Here’s the thing about being a professional who works with people in any kind of health or social care job:
We go through years and years of training. We are constantly urged to update our knowledge and skills. We amass knowledge in the hope it will service our clients well and ultimately we are driven by a strong desire to help people to improve their lives. We are often highly qualified, overworked and underpaid and I don’t believe I’ve ever met anyone who’s in it for the money.
But that does not make us unchallengeable “experts.” And it is dangerous for us to pretend that we have a more valid understanding of our client’s experiences than they have themselves.
If you look at the history of this sector, you can see that we’ve come a long way in a short time. It’s not that long ago that a lot more people were confined to asylums for no real reason. It’s not that long ago that people were put through countless painful operations in order to “improve” their physical disabilities, with no real consideration given to the person’s wishes. It’s still legal in most countries (everywhere except Malta) to operate on an intersex child without parental permission. Even in the early days of medicine, doctors set themselves up as “experts” and a lot of unsafe practice went unchallenged for decades as a result.
This sector has a dark history of abuse and the best professionals work with an awareness of this and a desire to avoid repeating those mistakes. Which means putting the clients’s experiences at the heart of everything, because when things are forced on people without their wishes being considered, that’s when it becomes abusive. You cannot work effectively with a person if you let your view of their situation override their own. My qualifications do not take precedence over first-hand experience.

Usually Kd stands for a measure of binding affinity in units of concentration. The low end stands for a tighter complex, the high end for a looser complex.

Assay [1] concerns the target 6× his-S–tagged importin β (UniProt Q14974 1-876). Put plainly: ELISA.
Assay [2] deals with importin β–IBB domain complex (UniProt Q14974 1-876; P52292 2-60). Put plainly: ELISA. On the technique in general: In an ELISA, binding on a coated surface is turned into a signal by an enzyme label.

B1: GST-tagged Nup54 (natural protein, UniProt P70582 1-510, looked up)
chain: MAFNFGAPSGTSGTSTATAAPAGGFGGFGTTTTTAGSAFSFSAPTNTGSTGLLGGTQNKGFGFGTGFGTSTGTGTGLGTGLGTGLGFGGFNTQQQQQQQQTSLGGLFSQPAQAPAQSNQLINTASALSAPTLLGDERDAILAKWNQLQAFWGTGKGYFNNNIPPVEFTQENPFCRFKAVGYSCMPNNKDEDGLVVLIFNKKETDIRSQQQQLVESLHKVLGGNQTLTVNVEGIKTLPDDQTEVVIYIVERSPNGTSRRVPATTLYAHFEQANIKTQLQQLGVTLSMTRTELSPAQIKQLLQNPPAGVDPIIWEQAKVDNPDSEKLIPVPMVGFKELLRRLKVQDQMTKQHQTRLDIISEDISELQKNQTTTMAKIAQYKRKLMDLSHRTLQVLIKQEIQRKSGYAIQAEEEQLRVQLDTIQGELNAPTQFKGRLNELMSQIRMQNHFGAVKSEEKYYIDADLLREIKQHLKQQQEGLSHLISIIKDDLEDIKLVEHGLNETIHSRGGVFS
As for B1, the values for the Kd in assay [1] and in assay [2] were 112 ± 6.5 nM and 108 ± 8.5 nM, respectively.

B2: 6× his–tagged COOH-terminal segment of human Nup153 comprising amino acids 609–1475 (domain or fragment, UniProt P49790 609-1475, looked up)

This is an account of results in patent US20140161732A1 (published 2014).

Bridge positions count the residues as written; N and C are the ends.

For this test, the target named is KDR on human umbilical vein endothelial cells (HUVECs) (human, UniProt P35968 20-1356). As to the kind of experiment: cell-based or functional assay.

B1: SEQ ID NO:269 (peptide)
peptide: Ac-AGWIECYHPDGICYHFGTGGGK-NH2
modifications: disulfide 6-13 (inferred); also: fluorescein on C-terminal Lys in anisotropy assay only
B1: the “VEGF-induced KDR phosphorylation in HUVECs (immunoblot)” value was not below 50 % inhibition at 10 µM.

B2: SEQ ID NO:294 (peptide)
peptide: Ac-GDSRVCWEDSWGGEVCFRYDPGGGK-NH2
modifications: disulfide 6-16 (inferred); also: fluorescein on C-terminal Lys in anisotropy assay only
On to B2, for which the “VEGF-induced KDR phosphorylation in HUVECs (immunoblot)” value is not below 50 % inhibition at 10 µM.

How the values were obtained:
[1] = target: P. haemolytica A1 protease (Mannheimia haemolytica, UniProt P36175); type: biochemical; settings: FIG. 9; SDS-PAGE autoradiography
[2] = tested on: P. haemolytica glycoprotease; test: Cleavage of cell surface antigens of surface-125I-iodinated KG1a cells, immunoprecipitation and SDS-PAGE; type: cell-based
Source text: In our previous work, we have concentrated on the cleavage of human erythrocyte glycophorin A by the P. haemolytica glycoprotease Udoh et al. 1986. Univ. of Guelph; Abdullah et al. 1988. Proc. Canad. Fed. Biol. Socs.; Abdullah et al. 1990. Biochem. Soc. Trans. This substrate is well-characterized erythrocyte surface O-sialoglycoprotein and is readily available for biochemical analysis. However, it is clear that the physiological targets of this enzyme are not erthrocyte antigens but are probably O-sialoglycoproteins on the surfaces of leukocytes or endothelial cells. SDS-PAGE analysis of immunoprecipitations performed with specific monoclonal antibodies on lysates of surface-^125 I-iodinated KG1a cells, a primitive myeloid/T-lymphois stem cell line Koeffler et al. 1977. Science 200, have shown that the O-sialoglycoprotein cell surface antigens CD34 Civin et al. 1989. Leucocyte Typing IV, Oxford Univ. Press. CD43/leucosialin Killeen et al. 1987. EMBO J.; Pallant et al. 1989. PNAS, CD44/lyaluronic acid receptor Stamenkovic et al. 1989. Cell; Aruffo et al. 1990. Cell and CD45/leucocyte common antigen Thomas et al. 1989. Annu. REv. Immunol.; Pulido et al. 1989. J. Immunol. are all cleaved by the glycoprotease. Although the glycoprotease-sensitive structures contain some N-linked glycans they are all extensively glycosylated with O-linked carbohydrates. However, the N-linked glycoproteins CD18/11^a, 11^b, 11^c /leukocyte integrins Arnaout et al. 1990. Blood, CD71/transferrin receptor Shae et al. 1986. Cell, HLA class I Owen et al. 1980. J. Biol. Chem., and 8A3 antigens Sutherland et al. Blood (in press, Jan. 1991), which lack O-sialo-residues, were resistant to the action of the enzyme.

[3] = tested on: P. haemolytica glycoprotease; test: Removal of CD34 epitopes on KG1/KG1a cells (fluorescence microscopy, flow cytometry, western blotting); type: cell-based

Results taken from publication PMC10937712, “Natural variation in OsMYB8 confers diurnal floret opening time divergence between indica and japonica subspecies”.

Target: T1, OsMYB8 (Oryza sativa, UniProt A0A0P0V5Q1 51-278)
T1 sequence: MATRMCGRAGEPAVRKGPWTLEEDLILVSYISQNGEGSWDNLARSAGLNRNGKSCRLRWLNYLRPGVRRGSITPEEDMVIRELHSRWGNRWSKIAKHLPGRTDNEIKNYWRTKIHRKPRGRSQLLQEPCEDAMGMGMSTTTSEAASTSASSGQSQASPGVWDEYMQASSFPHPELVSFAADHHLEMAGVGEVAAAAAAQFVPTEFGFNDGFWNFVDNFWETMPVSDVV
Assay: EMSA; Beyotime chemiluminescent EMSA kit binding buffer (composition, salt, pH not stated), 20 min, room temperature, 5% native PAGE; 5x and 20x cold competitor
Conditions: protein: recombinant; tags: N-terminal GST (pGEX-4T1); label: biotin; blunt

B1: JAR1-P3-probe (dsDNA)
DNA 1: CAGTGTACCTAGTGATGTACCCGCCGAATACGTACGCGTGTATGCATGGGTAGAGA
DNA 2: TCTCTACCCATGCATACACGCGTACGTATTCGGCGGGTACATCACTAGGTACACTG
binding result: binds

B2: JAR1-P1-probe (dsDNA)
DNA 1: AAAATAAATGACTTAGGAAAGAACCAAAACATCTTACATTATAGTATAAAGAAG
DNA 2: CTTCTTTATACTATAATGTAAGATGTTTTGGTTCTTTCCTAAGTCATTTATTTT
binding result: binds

Like a lot of allistic professionals, I was taught that “person with autism” is a preferable label to “autistic person.” To some extent, I can see there was good intent behind this. However, out of the classroom, most autistic people I’ve encountered disagree. So I have to defer to them, and if it’s uncomfortable to apply the same rule to everyone on the spectrum, I can simply ask people what they prefer. For me to presume that my classroom learning has more validity than the experiences of autistic people would be dangerously arrogant.
I’m not claiming to be the perfect professional or anything, but I am highly shocked when I see professionals on tumblr claiming that their professional knowledge is more legit than knowledge than comes from first-hand experiences. First of all, it’s highly unprofessional for you to be arguing about this in ALL CAPS WRITING on a social network. Secondly, all professionals have to be open to challenge. If an autistic person challenges you on your person-first language, hostility is a completely inappropriate reaction. As a professional, you have obligations that continue after you finish work for the evening. Respecting other people is the most basic one.